ALBUMS OF THE MONTH
Everything’s Up For Grabs, by Christian McNeill and Sea Monsters
It has been ten years since Christian McNeill’s last studio release, but it’s not as if he has been absent from the music scene. He has continued to write and perform around Boston, ultimately joining up with a talented crew of musicians to form the collective that became known as the Sea Monsters.
For three years the group held down a weekly residency where they honed their sound and sharpened the songs that make up Everything’s Up For Grabs. The result is one of the year’s more explosive releases.
“Older Now” establishes McNeill as a passionate vocalist in the soul shouter tradition. A ferocious rhythm and energetic horns propel the song, joined by a simmering organ for a fiery sound.
“Best in the Business” has a folk-infused edge and an ambling quality while “I Will Always Be Your Friend” enthralls with an infectious swagger. “Everything Changes” matches a forlorn melody with a forceful rock beat with McNeill lamenting, “the second it’s the brightest day, it turns to night again.”
McNeill’s original Sea Monster collaborator Jesse Dee steps to the microphone for the title track. His soulful intensity lends itself perfectly to the old school R&B ballad.
And then there’s “If You Need Some (Come and Get Some)”. Quite simply, it’s among the best Van Morrison songs that Van the Man didn’t write. The horn arrangements are downright sublime as McNeill proclaims, “’cause when I hear my favorite song all I wanna do is sing along, is sing along, sing along.” You’ll be singing along, too.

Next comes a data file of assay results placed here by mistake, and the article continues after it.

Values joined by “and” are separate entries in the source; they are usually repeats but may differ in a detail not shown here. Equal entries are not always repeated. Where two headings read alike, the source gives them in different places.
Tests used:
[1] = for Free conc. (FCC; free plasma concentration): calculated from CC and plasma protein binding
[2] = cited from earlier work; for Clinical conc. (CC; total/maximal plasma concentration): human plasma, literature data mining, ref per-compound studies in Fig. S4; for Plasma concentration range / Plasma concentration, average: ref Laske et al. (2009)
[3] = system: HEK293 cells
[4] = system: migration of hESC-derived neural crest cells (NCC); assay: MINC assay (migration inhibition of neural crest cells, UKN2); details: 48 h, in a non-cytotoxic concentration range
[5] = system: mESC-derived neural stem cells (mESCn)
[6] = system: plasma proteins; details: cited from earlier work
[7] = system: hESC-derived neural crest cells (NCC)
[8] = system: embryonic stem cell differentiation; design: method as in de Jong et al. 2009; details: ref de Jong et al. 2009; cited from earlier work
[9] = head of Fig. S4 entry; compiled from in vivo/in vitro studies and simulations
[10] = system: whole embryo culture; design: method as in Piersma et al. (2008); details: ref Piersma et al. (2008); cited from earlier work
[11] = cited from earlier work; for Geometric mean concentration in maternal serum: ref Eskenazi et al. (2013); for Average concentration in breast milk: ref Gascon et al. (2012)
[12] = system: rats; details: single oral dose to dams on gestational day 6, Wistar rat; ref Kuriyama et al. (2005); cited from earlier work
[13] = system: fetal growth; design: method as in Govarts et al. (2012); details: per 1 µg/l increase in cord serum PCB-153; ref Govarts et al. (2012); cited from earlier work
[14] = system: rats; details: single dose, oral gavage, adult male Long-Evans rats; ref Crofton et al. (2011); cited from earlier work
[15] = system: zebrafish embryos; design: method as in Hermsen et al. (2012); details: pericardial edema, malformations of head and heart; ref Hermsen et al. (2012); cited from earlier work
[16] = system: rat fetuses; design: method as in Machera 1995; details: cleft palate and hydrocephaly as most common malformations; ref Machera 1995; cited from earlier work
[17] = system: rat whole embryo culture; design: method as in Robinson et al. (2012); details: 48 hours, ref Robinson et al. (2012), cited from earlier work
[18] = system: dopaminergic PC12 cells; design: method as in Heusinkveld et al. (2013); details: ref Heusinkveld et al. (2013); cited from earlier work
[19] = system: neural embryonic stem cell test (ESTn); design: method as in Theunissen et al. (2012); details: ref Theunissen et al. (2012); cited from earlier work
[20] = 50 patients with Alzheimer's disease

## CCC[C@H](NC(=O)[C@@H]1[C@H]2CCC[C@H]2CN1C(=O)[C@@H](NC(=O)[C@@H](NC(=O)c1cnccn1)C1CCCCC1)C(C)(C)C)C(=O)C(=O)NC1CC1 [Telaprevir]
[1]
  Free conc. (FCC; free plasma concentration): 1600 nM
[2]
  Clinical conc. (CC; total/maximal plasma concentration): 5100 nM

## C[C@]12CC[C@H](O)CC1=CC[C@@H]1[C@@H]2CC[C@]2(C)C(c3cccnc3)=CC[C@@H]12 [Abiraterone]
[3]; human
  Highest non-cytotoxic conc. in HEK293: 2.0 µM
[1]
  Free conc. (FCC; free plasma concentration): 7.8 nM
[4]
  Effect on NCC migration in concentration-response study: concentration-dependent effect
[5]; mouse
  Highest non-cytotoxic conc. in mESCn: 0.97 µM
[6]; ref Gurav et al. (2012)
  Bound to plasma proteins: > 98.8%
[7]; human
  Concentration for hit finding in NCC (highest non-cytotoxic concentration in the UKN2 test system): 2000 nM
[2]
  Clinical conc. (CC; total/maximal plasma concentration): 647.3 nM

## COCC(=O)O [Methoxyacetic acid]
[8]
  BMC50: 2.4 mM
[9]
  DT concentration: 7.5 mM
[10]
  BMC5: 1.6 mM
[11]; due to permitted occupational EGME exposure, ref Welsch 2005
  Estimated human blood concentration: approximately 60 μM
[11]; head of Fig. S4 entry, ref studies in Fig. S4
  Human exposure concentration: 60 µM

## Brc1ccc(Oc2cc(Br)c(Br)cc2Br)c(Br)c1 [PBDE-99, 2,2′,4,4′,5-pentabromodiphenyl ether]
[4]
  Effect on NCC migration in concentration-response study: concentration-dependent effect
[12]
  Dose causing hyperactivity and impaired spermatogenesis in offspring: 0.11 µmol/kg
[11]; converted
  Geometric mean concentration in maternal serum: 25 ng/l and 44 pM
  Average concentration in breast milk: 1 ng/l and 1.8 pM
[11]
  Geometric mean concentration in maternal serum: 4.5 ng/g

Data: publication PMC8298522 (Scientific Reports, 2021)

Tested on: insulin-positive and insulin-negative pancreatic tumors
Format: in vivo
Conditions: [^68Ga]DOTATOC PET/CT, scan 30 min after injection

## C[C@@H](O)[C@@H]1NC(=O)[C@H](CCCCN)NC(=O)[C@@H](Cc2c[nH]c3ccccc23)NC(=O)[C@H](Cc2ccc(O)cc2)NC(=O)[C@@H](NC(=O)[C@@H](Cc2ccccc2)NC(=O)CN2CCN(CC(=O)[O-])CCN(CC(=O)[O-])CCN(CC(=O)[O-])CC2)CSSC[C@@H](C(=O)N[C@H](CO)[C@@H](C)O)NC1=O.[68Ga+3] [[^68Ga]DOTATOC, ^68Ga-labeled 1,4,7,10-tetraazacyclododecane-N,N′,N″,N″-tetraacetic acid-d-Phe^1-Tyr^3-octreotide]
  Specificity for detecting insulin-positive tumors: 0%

Which brings me back to the Sea Monster’s residency. Put on this record and close your eyes. Imagine yourself is a soulful and sweaty club on a Sunday night. Feels pretty good, right?
That Old Southern Drag, by Patrick Sweany
Patrick Sweany is a bit of a paradox. His songs have a refreshing contemporary feel yet possess a timeless quality. His melodies are simple yet the arrangements have a subtle complexity. Put it all together and you’ve got an immensely soul-satisfying release.
Musically the album is built on a strong rock and roll foundation with healthy doses of blues and soul. Album opener “Sleeping Bag” begins with a bluesy electric guitar riff before the rhythm section kicks the song into high gear. “Oh! Temptation” has echoes of Del Shannon’s classic “Runaway” while “More and More” reverberates with a classic Muscle Shoals sound.